Today started in a slow crawl. Wow am I exhausted.
After my normal breakfast and walk to The Cathedral, it was time for four more papers and a Keynote address…
Paper #1 was from Dr. Andrew McGowan: “John Calvin’s Doctrine of Scripture.”
Unless we understand Calvin’s doctrine of Scripture we will have a hard time understanding his theology in other areas.
Calvin had a high view of Scripture and did not believe there were errors in Scripture. However, it would be anachronistic to call him an inerrantist.
Unlike the American use of the term inerrancy, Calvin was at the head of 500 years of the European tradition of infalliblity. “The Scriptures are without error and they cannot fail to fill God’s desired purpose.”
This is a very controversial topic and one that is hotly debated between the US and the rest of the world. I am not saying I agree or disagree with McGowan at this point, just summarizing his statements.
Paper #2 was from Dr. Michael Horton: “Union and Communion: Rediscovering Calvin’s Eucharistic Theology.”
Dr. Horton serves as the editor of Modern Reformation which I subscribe to and look forward to getting each issue! Although, like I told him, but the time I get my copy in New Zealand the rest of the Internet has already been blogging about it for weeks! I sat with Dr. Horton at the banquet in the afternoon as well. It was great to get to know him a bit personally and chat a bit about theology. When I asked him if he had children he answered, “Yes, four, one 9 year old and three 6 year old!” Yes, that’s right triplets. He said this is the longest he has been away from his family since they were born. He confirmed the blessing adding to your quiver in multiples, and at the same time the tremendous challenge as well!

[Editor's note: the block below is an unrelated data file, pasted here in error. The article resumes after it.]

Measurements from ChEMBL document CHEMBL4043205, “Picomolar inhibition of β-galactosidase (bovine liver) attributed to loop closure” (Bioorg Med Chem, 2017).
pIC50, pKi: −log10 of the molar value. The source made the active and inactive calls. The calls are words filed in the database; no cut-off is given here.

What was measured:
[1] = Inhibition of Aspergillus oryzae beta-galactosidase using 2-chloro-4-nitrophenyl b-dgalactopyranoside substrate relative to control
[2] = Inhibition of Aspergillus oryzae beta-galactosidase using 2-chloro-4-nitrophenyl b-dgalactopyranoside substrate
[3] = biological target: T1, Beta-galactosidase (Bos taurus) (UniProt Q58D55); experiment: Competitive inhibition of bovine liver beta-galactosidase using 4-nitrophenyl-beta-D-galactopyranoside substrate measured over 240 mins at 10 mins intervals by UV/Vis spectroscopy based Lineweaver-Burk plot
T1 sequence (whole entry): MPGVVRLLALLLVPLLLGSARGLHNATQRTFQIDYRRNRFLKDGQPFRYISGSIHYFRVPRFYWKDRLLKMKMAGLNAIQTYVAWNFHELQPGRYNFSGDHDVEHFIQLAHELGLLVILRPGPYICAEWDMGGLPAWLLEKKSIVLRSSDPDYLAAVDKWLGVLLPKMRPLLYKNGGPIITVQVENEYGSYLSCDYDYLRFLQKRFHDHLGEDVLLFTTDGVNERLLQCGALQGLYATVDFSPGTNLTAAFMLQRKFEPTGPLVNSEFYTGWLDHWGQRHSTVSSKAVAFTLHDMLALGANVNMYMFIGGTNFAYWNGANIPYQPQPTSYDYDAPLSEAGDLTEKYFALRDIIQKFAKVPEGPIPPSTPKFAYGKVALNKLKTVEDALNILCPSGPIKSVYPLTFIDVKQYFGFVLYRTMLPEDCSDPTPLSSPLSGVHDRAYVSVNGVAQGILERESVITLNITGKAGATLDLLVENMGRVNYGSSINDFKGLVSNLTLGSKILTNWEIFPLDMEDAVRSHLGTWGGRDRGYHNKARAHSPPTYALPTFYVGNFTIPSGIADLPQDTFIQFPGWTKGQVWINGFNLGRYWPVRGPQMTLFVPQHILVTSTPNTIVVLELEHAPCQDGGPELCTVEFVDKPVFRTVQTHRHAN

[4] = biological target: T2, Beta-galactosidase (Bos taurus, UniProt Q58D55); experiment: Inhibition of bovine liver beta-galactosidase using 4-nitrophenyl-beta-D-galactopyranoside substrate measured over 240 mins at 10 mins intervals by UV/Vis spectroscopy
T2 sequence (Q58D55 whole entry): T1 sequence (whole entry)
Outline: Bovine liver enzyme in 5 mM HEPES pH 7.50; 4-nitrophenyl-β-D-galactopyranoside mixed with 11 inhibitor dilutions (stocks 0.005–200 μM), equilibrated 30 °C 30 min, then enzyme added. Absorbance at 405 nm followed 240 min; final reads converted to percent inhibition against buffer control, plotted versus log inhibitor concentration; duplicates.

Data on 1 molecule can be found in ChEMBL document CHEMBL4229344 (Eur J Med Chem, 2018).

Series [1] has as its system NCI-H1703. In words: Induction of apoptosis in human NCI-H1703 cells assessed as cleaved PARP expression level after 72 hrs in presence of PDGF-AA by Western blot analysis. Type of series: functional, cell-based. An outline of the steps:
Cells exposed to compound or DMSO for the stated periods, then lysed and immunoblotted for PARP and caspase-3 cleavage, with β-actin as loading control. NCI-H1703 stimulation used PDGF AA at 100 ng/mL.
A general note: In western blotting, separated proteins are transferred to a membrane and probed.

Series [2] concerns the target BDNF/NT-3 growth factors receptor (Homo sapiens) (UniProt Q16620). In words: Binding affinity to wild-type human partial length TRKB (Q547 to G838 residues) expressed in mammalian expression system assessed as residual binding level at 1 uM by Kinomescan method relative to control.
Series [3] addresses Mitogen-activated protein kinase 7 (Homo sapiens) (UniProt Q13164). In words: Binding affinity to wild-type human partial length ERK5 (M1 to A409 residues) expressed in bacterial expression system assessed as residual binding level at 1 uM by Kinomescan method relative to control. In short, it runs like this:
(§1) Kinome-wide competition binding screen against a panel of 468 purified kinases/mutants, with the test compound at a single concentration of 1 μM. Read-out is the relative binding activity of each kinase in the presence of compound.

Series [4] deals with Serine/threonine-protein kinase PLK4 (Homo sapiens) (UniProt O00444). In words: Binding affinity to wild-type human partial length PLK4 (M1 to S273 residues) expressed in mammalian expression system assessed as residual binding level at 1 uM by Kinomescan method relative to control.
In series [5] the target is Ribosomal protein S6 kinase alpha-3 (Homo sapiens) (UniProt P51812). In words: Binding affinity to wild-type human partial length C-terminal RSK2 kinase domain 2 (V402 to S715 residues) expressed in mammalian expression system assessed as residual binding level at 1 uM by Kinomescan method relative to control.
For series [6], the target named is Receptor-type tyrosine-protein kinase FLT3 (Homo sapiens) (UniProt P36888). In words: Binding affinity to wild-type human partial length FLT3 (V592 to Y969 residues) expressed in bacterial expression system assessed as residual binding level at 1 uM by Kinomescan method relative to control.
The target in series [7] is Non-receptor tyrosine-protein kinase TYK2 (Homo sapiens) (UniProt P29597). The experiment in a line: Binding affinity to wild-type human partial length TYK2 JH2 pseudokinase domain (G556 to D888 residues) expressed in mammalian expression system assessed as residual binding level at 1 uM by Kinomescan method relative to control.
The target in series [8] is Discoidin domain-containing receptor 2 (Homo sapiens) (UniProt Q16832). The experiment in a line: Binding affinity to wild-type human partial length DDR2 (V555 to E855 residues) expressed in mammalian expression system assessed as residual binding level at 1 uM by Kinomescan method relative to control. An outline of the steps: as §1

Ok, to be honest, at this point I was standing most of the time to just not fall asleep. It had nothing to do with Dr. Horton, but everything to do with exhaustion, so my notes are a bit scarce.
Essentially, Calvin’s ecclesiology grows out of his Eucharistic theology.
He also presented an interesting question which needs some thought on my part, “Is the church instrumental in the ongoing redemption of the world or the ambassadors proclaiming the redemption?”
Paper #3 was from Dr. Henri Blocher: “Calvin and Divine Election”
Today was the day for more controversial papers!
Calvin was not the first or only Reformer to hold to the doctrine of divine election.
St. Augustine was the first of the church fathers to articulate this doctrine.
Thomas Aquinas started as semi-pelagian but changed his view to agree with Augustine’s.
Divine election should not be one’s central doctrine, but should flow from one’s doctrine of Divine Majesty (Holiness of God/Glory of God) and Human Depravity.
He then gave three area of controversy:
1. The relationship between election & justice
There is no arbitrariness to God’s choosing. His choice is always consistent with His justice.
Calvin does not attempt to answer all apparent contradictions, i.e. how can God be good, loving, righteous and yet condemn people to hell? We must stop where revelation stops and bow down to divine majesty.